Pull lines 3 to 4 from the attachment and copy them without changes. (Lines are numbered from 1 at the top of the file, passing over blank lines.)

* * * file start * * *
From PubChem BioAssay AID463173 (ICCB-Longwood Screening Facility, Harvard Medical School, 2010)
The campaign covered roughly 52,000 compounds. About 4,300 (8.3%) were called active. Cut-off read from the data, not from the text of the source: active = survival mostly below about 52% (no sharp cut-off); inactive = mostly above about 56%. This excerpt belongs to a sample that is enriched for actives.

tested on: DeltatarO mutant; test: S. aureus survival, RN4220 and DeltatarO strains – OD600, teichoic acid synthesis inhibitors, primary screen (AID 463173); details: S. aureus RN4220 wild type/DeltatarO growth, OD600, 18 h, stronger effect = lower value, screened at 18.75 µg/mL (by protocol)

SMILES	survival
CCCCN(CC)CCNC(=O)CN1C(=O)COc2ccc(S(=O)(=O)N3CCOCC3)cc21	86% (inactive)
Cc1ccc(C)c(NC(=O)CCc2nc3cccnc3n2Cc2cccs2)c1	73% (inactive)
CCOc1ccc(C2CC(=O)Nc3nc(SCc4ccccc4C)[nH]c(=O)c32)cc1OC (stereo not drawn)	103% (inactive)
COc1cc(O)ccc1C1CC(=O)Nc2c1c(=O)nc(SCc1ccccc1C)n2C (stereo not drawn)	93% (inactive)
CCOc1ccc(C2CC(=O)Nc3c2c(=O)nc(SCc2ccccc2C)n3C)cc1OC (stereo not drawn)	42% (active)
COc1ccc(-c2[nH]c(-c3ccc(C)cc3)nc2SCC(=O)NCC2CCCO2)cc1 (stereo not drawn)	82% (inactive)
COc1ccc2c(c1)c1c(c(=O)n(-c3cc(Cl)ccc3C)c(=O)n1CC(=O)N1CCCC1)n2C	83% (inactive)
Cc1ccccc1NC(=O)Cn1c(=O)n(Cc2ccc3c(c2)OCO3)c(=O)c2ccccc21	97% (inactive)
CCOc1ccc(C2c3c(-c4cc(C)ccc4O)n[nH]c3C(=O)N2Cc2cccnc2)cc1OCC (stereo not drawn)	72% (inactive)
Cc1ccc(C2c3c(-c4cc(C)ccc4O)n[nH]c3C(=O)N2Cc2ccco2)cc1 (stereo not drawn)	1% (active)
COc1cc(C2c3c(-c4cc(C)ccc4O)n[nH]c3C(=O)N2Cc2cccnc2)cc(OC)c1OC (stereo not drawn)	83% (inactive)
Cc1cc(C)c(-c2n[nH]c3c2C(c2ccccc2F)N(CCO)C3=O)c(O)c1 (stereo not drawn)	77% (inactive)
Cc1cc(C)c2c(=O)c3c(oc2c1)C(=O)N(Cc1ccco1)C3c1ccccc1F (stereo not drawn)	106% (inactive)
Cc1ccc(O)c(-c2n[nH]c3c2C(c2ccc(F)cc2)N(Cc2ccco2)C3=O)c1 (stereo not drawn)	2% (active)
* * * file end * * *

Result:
tested on: DeltatarO mutant; test: S. aureus survival, RN4220 and DeltatarO strains – OD600, teichoic acid synthesis inhibitors, primary screen (AID 463173); details: S. aureus RN4220 wild type/DeltatarO growth, OD600, 18 h, stronger effect = lower value, screened at 18.75 µg/mL (by protocol)

SMILES	survival